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New community council rules undermine frontline of democracy, says chairman

Aberdeenshire Council's HQ.
Aberdeenshire Council's HQ.

The chairman of a north-east community council has condemned plans to take power away from the local groups which he calls the front line of democracy.

Aberdeenshire councillors are meeting in Woodhill House today to consider overhauling the legislation which governs community councils.

Under new powers, council officers – rather than elected officials – would have the power to suspend community councillors.

Mark Leith, chairman of the Fordyce, Sandend and District group said: “The fundamental problem is that rather than being answerable to our elected councillors, we’ll be answerable to employees of the council. It’s about democracy.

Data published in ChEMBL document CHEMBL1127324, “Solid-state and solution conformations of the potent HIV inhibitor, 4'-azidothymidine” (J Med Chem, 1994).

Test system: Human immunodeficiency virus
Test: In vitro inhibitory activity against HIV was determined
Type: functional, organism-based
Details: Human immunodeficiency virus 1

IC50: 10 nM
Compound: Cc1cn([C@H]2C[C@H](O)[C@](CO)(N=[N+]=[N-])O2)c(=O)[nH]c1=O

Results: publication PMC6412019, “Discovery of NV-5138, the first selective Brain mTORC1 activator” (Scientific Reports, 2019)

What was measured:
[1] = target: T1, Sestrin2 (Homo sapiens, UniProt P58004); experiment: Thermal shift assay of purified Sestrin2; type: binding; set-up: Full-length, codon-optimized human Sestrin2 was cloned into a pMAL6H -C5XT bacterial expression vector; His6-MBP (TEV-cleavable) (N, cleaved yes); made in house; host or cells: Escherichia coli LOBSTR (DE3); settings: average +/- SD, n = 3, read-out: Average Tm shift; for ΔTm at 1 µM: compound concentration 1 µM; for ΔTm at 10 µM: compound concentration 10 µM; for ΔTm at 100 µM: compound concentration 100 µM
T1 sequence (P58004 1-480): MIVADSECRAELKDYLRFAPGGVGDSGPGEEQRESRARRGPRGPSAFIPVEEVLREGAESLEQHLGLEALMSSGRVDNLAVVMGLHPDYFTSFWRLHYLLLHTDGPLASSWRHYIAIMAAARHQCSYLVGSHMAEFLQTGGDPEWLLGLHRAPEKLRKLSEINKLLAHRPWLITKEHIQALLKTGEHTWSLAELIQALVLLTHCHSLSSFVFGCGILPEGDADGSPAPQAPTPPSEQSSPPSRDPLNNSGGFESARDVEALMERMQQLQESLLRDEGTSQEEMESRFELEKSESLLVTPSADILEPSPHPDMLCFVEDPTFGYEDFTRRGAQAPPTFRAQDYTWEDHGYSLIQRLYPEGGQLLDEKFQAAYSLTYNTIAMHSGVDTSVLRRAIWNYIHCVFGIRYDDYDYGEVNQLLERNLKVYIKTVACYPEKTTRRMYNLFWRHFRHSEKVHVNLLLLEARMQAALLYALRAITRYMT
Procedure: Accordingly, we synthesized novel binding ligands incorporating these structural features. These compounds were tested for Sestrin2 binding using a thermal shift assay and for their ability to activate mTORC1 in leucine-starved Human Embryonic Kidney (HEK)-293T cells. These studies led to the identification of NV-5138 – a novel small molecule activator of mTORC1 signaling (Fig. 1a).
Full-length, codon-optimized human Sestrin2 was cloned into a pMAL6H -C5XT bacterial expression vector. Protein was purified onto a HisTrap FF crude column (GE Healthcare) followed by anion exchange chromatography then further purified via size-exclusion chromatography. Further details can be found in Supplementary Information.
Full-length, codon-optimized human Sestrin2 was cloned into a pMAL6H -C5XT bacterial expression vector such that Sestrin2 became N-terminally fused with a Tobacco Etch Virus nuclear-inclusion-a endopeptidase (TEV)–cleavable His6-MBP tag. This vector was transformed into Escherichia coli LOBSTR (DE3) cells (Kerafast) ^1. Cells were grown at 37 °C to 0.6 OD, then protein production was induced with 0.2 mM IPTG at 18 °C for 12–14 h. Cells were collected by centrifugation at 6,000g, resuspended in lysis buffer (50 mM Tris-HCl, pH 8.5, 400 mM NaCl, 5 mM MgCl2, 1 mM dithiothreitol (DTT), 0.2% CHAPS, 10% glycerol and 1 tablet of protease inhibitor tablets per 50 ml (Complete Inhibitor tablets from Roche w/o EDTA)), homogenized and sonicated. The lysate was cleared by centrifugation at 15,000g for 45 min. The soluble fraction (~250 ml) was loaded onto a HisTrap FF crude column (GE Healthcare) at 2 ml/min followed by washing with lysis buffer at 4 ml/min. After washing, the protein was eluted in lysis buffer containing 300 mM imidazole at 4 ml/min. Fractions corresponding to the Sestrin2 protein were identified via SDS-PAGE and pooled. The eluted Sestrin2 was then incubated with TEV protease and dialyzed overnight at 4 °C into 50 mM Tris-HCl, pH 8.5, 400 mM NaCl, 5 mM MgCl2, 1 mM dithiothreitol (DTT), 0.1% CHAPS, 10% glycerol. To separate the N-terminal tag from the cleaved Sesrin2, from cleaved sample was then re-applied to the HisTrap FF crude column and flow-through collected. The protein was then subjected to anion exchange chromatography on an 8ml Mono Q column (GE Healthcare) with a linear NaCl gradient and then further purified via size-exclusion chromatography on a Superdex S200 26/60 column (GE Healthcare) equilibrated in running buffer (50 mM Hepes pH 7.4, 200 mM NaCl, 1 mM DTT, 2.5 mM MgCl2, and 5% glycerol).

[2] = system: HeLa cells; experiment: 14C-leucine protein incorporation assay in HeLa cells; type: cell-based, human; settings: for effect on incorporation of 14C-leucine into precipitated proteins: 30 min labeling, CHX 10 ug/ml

“As community councils we’re the frontline of government.”

Mr Leith warned the proposals, which will be voted on at this morning’s meeting of full council, will undermine local representation.

Community councils are elected bodies of local residents who discuss planning applications and campaign on local issues.

In her report to full council, Aberdeenshire’s chief legal officer Karen Wiles said the local authority has a “duty” to review the scheme of establishment from time to time. The last time the legislation was considered was in 2006.

Mrs Wiles said: “Community councils were established in 1975 following the reorganisation of local government in Scotland. They are legally bound by the constitutions they adopt and their behaviour is government by a code of conduct.”

She said community councils could never be fully dissolved without the approval of Aberdeenshire councillors.

Mrs Wiles added that it is the role of community councils to represent the interests of local residents.

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